1. Choose the video type that works best for you and your students. You can choose Virtual_meeting_Class.jpg
  2. among screencast (recording what is displayed on your screen like PowerPoint; using software like Screencast-O-Matic or Camtasia), talking head (close-up shots of an instructor’s head), recording live training or demonstration, or using animations.
  3. Set up your environment. Find a quiet environment that no one will interrupt you. Turn off any computer notifications (Outlook, messages) that might pop up. You don’t want your message or emails keep popping up on your screen during screencasting.
  4. Introduce yourself. A video is like a one-on-one conversation with the students. Introducing yourself allows you to have certain interaction and make connections with the students.
  5. Keep each video segment short. Our attention spans are short, so it’s best to keep each instructional video within 6-9 minutes. Research has suggested that shorter videos are more engaging, with the optimal time of videos being 6 minutes (Guo, 2013). If you have more than that to say, chunk it up into smaller segments.
  6. Instructor presence is important. If you choose screencasting, having your own headset at the corner of the screen would be helpful to make the students feel close to you.
  7. Talk directly to the camera. When recording yourself talking, look right at the camera lens so your audience can feel the eye contact with you. You can put a photo or an object that you like above your camera to help you making some emotional connections. Also, prepare a brief outline or some notes next to your webcam if you need, so you don’t look away from the camera all the time.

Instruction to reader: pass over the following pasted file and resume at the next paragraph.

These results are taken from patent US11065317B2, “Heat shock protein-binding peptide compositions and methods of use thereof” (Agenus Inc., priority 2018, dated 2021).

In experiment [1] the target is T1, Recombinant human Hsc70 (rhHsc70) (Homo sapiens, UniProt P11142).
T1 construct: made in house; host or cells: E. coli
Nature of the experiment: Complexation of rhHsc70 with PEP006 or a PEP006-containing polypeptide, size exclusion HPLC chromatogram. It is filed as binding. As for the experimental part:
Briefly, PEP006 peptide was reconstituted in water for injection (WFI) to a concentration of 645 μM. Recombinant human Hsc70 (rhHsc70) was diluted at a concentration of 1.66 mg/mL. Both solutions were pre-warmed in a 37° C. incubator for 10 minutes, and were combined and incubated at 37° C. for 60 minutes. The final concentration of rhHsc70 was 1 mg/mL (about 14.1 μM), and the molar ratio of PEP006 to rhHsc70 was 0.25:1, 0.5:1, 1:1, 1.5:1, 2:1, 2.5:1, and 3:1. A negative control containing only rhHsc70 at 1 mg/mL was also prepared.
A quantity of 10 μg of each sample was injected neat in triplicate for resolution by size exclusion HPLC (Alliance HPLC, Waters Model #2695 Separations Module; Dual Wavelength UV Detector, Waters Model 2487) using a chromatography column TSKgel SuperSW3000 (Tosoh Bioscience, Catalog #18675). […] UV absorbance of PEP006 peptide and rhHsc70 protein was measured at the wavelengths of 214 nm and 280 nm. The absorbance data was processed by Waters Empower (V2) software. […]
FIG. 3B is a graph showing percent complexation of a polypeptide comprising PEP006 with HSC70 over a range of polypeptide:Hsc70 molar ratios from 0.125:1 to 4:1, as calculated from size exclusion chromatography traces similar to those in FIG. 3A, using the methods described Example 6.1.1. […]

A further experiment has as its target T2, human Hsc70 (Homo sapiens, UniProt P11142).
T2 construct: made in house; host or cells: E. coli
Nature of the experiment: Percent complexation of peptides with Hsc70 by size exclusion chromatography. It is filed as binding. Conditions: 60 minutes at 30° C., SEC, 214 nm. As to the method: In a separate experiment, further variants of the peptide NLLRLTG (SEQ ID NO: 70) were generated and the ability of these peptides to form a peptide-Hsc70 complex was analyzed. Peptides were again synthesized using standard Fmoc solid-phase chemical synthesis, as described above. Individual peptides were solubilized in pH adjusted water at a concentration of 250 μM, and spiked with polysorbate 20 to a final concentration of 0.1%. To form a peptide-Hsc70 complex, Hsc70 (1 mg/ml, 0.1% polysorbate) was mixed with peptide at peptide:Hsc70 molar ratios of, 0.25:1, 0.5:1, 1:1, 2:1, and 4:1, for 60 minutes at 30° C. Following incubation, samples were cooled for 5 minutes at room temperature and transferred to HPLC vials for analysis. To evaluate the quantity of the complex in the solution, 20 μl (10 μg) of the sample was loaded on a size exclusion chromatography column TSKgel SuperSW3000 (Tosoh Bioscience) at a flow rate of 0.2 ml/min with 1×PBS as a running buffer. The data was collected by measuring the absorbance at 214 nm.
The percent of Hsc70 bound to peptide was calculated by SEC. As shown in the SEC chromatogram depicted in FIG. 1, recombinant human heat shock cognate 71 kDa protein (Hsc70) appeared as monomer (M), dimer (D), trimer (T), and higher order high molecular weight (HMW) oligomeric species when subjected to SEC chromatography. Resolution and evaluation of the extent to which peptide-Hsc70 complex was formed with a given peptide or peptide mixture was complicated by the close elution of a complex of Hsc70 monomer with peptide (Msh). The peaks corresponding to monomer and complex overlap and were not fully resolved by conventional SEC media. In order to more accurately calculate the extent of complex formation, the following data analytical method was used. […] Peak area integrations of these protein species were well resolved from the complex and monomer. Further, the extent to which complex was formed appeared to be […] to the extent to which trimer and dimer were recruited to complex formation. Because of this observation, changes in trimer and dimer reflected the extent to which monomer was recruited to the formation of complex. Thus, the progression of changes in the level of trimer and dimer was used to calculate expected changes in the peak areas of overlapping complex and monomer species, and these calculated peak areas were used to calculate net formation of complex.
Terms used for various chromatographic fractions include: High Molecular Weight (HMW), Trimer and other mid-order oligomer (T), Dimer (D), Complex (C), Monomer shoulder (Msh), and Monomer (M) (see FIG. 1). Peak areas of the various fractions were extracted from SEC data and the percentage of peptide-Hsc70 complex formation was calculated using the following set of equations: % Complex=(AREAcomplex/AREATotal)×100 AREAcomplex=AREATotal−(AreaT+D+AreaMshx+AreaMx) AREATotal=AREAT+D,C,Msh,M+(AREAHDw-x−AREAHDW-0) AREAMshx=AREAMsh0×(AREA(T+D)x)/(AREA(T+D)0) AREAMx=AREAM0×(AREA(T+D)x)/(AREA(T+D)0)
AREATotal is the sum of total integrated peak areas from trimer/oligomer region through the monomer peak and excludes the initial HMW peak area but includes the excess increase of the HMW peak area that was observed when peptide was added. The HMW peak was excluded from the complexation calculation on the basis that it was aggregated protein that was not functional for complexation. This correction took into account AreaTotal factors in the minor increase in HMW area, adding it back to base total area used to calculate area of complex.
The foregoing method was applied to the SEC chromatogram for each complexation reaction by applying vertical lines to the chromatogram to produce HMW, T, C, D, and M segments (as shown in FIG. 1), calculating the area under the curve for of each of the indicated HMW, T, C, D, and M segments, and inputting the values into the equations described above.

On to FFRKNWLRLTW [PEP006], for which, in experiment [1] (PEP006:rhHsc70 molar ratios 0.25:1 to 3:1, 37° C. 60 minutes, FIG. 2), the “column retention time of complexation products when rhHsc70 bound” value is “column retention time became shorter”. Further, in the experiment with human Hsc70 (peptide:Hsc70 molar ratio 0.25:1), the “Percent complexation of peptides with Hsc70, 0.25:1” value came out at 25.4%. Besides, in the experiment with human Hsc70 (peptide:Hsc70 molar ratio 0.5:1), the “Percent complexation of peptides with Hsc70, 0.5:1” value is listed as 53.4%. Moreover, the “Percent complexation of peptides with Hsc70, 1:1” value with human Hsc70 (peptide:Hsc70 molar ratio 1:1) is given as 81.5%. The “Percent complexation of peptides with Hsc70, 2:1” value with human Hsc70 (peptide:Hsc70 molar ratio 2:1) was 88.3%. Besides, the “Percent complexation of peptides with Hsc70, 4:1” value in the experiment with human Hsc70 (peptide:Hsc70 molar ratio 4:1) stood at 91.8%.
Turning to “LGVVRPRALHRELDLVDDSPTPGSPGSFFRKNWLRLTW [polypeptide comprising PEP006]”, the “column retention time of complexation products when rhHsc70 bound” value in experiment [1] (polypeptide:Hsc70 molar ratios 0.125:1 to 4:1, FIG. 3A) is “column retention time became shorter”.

8. Talk naturally. It’s better not to script your videos; just talk naturally as you would in real classrooms. You can use notes or outlines to help you focus on key concepts but do not read texts on the slides. Talking conversationally to the camera could make it feel more nature and engaging.
  9. Record in one shot and edit later. If you make mistakes, don’t start over, simply pause or say “Mistake.” You can always edit them out at the end. Recording the second time won’t make it better.
  10. Stick with one major point in a video. Explain the concept or skill first and then present a real-life example in different contexts. The 4E instruction model (i.e., engage, explore, explain, and extend) may be useful to prepare your content. Avoid interesting but irrelevant information.
  11. Use guiding questions. To keep students engaged instead of passively sitting there and listening, you can ask questions, and pause on that slide to give viewers time to think about their answers.
  12. Highlight key concepts. Use on-screen texts or animations to zoom in to highlight important parts. This could help reduce extraneous load of learners by helping them focus on important information.
  13. Accessibility. Make sure to provide captions or text transcripts if your video containing audio is going to be made available publicly. This is required for viewers with hearing impairments and would also benefit non-native speakers.